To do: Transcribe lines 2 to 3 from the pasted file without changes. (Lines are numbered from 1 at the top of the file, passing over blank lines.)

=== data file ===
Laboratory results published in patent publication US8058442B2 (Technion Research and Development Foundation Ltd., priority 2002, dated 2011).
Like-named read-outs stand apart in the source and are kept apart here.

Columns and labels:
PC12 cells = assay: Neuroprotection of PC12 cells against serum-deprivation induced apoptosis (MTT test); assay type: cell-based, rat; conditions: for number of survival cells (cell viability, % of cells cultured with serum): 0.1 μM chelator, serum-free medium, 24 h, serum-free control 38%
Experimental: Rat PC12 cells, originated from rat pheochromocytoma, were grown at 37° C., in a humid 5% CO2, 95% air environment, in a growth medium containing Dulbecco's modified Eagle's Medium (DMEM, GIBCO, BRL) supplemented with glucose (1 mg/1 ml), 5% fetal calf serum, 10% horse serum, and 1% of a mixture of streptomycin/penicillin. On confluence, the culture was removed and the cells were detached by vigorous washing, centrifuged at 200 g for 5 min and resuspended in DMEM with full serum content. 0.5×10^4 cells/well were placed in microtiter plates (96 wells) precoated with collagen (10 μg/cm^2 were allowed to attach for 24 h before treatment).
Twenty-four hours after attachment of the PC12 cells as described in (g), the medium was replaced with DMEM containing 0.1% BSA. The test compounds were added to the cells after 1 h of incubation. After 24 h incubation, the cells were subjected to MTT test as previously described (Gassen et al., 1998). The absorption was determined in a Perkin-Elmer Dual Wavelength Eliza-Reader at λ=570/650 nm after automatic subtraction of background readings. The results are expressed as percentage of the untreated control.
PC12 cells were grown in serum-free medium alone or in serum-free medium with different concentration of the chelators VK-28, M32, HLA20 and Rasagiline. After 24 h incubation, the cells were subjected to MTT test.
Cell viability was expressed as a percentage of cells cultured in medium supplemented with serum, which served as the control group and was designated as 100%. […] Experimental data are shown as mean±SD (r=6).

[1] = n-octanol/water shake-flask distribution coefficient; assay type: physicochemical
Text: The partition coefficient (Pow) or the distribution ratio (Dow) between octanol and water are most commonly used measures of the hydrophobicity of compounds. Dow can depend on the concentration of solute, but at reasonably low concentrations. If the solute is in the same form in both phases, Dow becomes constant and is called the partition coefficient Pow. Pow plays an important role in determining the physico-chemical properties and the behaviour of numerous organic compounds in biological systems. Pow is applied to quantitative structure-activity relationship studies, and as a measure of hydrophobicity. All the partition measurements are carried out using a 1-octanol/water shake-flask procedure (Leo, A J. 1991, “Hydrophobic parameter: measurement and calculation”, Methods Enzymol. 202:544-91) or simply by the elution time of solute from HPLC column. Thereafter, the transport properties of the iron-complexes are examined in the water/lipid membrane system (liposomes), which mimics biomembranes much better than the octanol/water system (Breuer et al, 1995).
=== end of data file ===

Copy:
Like-named read-outs stand apart in the source and are kept apart here.

Columns and labels: